Day Four: Pilot Grove to Boonville

After spending the night at home, my feet felt a little bit better.

I had been using a new pair of running shoes, thinking that they would have better cushioning around the balls of the foot, where I had been experiencing some blistering before. Thinking about my feet, I realize now that with the really heavy weight of my fully loaded backpack, I think it causes my feet to spread out and forces parts of my feet to rub that don't normally come in contact with the soles of the shoe. I decided to try two different solutions. I went back to my older shoes, which feel like they have better arch support, and carried very little in my backpack. I was going to be sleeping at home that night as it is, so I didn't need the tent, bedroll, all the water and clothes.

Anyways, on to the walk.

Pilot Grove is one of my favorite towns on the trail. It seems like the economy is in fairly good shape, and after passing through a lot of towns that were little more than ghost towns, it was nice to see a place with some life in it. The trailhead is right in the middle of town and, TADA!, it has running water! What more can I ask for? I read all the boards at the trailhead that describe the upcoming sections of the trail, and, much to my surprise, one of the comments said that cyclists consider the 11 miles between PG and Boonville to be the hardest section of the whole trail......... GREAT! But, after yesterday, how hard could it be? Actually, not very. Give me this section any day over the Clifton City-Pilot Grove run.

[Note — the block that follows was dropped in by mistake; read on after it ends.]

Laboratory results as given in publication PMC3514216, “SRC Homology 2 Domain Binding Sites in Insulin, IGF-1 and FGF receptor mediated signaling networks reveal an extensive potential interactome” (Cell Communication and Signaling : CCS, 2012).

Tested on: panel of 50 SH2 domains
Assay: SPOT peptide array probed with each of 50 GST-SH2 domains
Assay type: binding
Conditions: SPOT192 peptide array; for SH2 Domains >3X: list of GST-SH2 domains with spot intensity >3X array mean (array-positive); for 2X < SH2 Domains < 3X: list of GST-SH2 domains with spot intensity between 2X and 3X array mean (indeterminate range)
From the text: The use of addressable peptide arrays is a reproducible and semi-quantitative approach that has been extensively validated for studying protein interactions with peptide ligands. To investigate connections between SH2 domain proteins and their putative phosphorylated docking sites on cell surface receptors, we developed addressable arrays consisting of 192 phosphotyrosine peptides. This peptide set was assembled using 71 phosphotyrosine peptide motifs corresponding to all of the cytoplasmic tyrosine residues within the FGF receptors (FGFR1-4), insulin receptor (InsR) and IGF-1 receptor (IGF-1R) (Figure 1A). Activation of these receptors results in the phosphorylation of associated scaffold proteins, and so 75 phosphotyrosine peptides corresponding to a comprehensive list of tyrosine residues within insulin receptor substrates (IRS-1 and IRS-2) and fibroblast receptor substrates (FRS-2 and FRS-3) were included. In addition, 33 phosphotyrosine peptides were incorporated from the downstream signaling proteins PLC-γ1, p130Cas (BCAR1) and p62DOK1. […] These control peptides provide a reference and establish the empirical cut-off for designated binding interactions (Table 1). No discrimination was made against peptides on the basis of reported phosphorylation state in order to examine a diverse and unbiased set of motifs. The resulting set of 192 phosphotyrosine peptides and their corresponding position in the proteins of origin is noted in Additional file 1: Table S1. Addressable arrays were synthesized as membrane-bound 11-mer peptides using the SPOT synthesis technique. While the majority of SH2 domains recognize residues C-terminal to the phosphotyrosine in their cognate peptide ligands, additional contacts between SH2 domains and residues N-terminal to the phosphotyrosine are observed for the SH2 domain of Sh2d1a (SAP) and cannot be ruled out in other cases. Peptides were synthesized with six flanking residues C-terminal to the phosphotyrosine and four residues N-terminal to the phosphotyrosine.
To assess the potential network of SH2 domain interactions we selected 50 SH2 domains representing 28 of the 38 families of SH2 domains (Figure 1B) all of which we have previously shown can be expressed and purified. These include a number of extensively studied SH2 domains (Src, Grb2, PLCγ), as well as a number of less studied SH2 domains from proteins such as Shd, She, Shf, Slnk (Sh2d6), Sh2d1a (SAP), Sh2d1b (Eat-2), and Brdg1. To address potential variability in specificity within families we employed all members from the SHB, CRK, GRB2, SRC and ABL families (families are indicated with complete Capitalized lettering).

After spending two days on the prairies, then climbing through wooded hills, it was nice to get into some nice Midwestern farmland. The farms all seemed to be tidy. The houses were, for the most part, kept up, and the weather was spectacular. This was going to be a good walking day.